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Is this ringing in my pants bothering you?

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Today I had to tell one my male students that it was a bit awkward that his hands repeatedly fidget with something in his pocket below the desk. If you're now horrified (because I am, in fact, a high school teacher), don't worry, it's just a cell phone.

However, to many educators, the cell phone is the bane of our professional existence. My school has a no cell phone policy that is completely ignored by students and heavily debated by faculty. These devices are everywhere, either hanging out of the pockets of their low-slung jeans or glued between their ear and their shoulder.

In the midst of a heated discussion on cell phone confiscation at a faculty meeting, where a prize was suggested for the teacher with the highest acquistion, at least one phone went off. We collectively looked around the room for the interruption, knowing it could very well have been our own.

To make matters much worse, my neighboring teacher has the audacity to implement a cell-phone-based project. Around 70 [GASP!] students will be given iPhones for the next month to use DURING THE SCHOOL DAY [TISK-TISK]. A nutrition project funded by Cornell, the students will be tracking their meals and relaying information. I have no other choice [HUFF] than to never speak to this infidel colleague again.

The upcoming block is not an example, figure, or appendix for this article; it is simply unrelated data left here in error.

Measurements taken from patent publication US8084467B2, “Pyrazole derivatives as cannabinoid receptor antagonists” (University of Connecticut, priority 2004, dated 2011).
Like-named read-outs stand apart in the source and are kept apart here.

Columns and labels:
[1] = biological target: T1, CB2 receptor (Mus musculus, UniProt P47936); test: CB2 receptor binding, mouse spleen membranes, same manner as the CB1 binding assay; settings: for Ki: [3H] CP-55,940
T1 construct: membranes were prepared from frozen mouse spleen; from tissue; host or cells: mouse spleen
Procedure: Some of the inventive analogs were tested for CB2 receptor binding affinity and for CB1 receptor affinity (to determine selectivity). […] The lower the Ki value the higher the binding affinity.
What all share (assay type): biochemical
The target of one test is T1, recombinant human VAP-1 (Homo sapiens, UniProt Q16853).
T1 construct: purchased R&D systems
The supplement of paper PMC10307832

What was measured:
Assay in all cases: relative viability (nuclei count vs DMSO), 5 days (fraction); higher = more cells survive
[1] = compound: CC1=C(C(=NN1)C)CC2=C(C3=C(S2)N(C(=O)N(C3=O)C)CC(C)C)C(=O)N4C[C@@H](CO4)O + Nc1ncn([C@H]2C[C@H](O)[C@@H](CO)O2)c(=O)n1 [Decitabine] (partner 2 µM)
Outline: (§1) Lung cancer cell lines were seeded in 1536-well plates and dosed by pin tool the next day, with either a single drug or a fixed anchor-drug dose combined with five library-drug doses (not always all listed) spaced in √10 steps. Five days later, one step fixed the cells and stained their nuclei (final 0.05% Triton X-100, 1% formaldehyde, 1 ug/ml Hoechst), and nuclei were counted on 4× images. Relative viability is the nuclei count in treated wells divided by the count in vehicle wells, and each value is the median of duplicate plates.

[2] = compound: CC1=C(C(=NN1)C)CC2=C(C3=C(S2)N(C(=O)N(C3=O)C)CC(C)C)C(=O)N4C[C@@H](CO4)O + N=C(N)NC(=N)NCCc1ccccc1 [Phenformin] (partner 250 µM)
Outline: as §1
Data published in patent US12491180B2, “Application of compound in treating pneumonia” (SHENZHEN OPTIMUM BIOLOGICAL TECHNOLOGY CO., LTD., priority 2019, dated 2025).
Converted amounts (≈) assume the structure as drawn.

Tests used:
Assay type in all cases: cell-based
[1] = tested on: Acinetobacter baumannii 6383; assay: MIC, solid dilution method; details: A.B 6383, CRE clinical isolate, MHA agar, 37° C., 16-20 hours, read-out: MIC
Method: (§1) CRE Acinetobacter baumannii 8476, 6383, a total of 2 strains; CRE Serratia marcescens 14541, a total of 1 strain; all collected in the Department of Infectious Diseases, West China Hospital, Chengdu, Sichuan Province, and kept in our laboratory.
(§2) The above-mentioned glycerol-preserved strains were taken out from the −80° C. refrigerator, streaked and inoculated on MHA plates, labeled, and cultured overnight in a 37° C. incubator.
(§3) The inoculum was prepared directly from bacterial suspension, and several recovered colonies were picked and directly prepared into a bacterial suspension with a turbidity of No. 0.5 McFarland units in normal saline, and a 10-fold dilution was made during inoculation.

I return to my class and find the need for a few extra stopwatches for a small group activity. I tried hitting up the PE dept. with no luck. Just as I was about to give up, a few students pulled out their cell phones - slowly, cautiously - as if offering a wild animal a scrap of meat to deter the attack. As it turns out, their cell phones each had a stopwatch feature built in. I was suddenly in possession of more than I would possibly require to run the activity, and many helpful students wanting to volunteer.

It's not easy for me to admit that Cornell University researchers apparently know a bit more than me about technology. [SNIFF] It turns out these little devices are useful. That must be why we use them so much. Now I have to make amends with my neighbor, maybe I'll send her a text.

10 Comments

Nice blog!

Do you have any more information on this study Cornell is doing? A link perhaps? I'd like to read more about it.

You have captured the dynamic around cell phones perfectly. As difficult as the conversations are about this issue (for good reason), I think there are few things that distance us more from our students and make school feel so irrelevant to them than forcing them to operate in an artificial way without good cause. Your earlier post about paper shows this as well. Do we want to be throwing our shoulders against the push of progress (fruitlessly), or do we want to be out in front helping to lead it (by modeling how to use technology well, for worthwhile purposes?)

I think the goal should be to find the appropriate balance with the use of cell phones. A zero tolerance policy is not the answer, nor is a blind eye. Setting the rules and providing consistent and clear enforcement is important for kids at any age.

Lets face it, disruptive technologies are here to stay.. the WalkMan, smart calculators (which changed higher math education entirely), the iPod, and even the computer.... We can ban them from the classroom or find a way to use them to make education more pertinent to the individual student... and get with the times.